Studies in World Christianity, Issue 27.1

COVID-19 and the Socially-Present World Church

By the time this issue of Studies in World Christianity goes to press, in March 2021, it will have been a year since the World Health Organization (WHO) declared COVID-19 a pandemic. At the time of that declaration, the Director General of WHO stated that there were 118,000 cases reported globally in 114 countries, with more than 90 per cent of the cases in China, South Korea, Italy and Iran. Even at that early stage, the danger of COVID-19 seemed remote to those living in other parts of the world. Yet soon after, regional and national governments began to close borders and implement different lockdown procedures. Certain people would be identified as ‘key workers’ as their jobs were seen as essential support for society. However, these individuals would be more readily exposed to the virus, which revealed inequalities across gendered, racial and socio-economic groupings. Furthermore, frustrations around the public health crisis resulted in forms of racial conflict. Many Western countries would see increasing reports of anti-Asian racism, as those of East Asian extract were scapegoated as causing the so-called ‘China virus’. Following the death of George Floyd in May 2020, major cities throughout the United States and other parts of the world would burst out in protest against police brutality towards blacks. It appears as though humanity has become more and more ‘socially distant’.

Already Studies in World Christianity 26.3, published in November 2020, had an article reminding us that the 1918 influenza pandemic became a rallying point for prayer that resulted in the rise of the Faith Tabernacle movement in West African Pentecostalism. The issue contained articles about Christianity in Southeast Asia, which highlighted disparities which fell across urban—rural and socio-economic lines, and how Christians were both part of the problem and part of the solution. We were also introduced to ways in which Christians utilised internet technologies to transcend borders and to support one another and offer resilience to one another in the face of crises. As editors, we were struck by how Christians in the world church often prioritised being socially present in this world, in their local and regional communities, and through transregional and transnational networks supported by internet technologies.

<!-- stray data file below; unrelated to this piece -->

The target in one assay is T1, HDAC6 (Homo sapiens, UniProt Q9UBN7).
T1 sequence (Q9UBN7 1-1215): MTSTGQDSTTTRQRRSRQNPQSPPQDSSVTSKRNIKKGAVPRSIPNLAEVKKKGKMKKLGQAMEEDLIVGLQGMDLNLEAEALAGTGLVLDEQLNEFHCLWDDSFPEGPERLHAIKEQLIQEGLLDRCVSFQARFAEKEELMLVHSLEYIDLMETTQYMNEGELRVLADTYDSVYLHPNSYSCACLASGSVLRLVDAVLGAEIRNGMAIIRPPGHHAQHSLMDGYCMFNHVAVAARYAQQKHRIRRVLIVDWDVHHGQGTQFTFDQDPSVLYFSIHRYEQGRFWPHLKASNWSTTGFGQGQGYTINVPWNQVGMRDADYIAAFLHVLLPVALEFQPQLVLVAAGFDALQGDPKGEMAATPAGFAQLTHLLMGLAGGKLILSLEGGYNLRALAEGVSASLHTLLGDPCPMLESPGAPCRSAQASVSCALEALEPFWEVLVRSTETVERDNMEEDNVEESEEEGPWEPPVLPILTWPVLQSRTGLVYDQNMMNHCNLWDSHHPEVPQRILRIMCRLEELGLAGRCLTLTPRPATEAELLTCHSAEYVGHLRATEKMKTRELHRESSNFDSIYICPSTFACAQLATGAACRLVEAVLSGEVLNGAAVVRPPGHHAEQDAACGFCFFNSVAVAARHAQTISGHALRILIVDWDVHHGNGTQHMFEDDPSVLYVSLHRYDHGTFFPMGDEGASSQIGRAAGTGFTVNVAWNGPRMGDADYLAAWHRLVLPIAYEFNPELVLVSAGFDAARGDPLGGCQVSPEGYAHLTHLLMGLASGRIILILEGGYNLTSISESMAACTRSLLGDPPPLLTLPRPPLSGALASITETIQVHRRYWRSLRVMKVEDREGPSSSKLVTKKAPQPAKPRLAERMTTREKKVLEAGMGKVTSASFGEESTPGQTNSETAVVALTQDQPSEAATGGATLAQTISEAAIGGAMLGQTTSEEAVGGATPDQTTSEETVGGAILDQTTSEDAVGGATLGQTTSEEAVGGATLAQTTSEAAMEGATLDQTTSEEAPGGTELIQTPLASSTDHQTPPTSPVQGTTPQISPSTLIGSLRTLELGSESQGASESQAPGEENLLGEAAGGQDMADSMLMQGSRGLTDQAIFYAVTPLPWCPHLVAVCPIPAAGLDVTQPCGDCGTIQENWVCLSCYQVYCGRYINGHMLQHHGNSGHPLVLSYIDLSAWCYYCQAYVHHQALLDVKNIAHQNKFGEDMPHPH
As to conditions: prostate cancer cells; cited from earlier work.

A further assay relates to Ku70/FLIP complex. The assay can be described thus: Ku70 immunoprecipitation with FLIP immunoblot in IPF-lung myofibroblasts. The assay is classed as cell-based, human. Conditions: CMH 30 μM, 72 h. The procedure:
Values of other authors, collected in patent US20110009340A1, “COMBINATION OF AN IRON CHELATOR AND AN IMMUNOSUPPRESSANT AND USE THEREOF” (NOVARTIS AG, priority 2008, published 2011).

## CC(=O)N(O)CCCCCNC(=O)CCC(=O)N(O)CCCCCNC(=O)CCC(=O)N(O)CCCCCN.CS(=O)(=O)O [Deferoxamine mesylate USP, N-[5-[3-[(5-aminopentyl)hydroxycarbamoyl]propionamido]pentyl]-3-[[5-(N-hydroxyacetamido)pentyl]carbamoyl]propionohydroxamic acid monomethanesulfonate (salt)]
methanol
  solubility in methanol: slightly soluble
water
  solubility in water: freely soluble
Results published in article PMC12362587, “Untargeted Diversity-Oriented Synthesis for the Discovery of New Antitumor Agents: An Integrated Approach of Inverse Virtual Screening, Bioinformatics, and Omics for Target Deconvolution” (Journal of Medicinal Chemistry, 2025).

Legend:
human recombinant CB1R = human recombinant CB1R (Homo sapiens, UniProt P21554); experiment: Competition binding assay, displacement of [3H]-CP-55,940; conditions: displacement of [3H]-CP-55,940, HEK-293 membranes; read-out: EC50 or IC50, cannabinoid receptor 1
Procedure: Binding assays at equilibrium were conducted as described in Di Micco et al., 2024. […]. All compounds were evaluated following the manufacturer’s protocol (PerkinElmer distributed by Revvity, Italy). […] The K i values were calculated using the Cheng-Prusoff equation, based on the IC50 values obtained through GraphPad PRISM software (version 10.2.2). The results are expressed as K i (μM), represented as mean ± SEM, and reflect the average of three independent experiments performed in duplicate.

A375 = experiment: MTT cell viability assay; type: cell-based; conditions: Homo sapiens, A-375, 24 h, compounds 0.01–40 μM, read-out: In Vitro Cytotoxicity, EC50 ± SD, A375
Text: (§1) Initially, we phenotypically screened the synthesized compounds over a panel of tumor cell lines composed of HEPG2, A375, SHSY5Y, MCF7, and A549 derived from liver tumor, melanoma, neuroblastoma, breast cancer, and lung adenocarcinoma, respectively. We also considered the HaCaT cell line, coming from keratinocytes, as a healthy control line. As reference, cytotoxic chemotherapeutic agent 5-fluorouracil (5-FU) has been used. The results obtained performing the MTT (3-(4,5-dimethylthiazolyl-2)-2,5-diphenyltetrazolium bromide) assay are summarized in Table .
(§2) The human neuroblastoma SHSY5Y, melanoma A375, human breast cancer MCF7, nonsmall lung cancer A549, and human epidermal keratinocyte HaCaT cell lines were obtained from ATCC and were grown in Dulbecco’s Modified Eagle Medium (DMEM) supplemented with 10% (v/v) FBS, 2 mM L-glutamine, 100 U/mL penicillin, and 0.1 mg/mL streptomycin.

In this second special issue which considers COVID-19 and the world church, we are reminded of the ways in which Christianity is firmly imbedded in social history. In many parts of the world, such as sub-Saharan Africa or Latin America, it is impossible to fully understand human life without considering the Christian factor. Even in regions of Asia such as South Korea and Hong Kong where Christians represent a minority in the population, their public contribution to society far outweighs their numbers. These papers note how the COVID-19 world, if you will, provides a new context whereby Christians renegotiate their relationships with the broader society.

The papers found in this and the last issue of Studies in World Christianity reiterate the point that, in the midst of a global public-health crisis, the world church can and has offered a contribution to the common good, addressing questions of health and healing. The world church also operates as local communities which offer solidarity, resilience and (ultimate) hope in the face of great challenge. This is a socially-present world church.


This is an excerpt from the editorial for SWC 27.1, entitled ‘COVID-19 and the Socially-Present World Church’.

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